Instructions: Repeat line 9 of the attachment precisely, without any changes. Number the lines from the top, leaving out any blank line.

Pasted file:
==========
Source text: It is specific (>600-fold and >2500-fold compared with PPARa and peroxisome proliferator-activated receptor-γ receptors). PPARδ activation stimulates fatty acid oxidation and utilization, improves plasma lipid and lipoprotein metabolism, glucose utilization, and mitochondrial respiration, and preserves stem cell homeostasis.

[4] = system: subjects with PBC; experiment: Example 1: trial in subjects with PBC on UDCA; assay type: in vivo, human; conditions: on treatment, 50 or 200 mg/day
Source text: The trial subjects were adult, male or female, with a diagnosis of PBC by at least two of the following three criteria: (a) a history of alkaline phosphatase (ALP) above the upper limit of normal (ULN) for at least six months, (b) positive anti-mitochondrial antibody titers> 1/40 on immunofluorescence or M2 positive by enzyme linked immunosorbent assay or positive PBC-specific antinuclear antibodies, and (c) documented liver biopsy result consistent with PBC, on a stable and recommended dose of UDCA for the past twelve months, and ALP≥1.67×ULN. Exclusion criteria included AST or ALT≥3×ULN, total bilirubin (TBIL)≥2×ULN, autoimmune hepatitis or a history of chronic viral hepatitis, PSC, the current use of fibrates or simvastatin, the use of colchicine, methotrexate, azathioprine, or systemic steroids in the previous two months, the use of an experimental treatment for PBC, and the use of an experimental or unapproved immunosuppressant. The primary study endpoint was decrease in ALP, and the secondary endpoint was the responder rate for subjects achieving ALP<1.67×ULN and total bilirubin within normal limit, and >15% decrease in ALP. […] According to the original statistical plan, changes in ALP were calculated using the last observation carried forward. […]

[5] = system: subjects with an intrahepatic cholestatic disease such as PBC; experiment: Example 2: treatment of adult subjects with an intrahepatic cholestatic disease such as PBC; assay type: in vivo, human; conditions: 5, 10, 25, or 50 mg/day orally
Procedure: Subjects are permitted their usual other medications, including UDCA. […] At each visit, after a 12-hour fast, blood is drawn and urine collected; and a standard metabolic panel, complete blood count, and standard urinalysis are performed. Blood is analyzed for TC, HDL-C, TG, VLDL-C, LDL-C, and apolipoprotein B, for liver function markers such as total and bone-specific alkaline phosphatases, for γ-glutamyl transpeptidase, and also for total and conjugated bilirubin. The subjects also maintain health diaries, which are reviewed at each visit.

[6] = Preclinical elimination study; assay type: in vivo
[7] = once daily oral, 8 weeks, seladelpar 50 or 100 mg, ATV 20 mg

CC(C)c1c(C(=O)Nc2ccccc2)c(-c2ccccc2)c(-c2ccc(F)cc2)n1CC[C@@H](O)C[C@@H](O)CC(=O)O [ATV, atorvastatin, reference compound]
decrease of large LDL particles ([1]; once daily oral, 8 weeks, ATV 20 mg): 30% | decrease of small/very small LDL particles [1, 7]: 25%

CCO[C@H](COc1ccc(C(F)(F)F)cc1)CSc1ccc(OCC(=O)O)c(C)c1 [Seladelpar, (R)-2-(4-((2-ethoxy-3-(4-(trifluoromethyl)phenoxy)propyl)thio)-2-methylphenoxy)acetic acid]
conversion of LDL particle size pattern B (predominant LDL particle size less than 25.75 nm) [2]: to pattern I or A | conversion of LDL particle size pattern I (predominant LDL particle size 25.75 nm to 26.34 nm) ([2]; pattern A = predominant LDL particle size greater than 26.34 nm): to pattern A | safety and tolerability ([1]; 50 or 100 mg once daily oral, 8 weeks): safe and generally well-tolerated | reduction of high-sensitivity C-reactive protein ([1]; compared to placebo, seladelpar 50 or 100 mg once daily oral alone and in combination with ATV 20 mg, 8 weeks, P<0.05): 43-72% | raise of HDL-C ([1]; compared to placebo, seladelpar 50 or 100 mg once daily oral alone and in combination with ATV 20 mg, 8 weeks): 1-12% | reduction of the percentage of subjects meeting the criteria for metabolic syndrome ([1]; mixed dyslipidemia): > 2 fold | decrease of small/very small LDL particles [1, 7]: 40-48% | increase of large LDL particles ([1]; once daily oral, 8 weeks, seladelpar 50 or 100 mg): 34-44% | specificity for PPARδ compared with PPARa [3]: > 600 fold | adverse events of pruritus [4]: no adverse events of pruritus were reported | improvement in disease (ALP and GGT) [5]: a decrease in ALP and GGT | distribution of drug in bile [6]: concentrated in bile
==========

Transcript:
decrease of large LDL particles ([1]; once daily oral, 8 weeks, ATV 20 mg): 30% | decrease of small/very small LDL particles [1, 7]: 25%